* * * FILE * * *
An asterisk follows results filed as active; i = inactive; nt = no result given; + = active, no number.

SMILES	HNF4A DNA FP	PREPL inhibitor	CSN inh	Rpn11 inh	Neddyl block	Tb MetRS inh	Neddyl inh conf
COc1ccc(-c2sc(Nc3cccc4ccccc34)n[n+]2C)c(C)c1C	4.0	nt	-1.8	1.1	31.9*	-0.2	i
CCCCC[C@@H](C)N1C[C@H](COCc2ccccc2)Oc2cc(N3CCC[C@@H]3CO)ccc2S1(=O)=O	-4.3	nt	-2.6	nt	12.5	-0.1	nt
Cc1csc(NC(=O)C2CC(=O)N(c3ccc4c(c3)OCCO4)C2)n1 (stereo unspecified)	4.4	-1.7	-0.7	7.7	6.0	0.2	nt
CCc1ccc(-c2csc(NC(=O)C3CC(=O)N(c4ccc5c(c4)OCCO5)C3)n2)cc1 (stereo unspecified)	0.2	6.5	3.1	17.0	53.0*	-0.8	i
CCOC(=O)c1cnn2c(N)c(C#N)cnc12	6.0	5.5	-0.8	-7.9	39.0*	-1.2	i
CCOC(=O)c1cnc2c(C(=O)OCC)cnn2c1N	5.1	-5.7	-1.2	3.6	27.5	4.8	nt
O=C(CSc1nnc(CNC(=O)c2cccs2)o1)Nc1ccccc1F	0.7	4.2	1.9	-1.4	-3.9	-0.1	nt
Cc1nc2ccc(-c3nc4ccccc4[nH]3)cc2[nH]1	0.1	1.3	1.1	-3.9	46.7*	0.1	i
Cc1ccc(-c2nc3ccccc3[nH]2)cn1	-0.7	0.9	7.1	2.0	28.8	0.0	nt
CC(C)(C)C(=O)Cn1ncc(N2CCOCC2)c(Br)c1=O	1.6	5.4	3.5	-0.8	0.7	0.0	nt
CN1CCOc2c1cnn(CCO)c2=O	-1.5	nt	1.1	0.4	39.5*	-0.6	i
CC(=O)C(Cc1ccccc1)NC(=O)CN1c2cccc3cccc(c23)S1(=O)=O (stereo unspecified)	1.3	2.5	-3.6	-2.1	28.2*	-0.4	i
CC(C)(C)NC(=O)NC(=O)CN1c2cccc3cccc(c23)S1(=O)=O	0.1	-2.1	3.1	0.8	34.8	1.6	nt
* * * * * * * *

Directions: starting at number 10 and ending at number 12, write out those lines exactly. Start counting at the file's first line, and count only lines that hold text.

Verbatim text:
Cc1nc2ccc(-c3nc4ccccc4[nH]3)cc2[nH]1	0.1	1.3	1.1	-3.9	46.7*	0.1	i
Cc1ccc(-c2nc3ccccc3[nH]2)cn1	-0.7	0.9	7.1	2.0	28.8	0.0	nt
CC(C)(C)C(=O)Cn1ncc(N2CCOCC2)c(Br)c1=O	1.6	5.4	3.5	-0.8	0.7	0.0	nt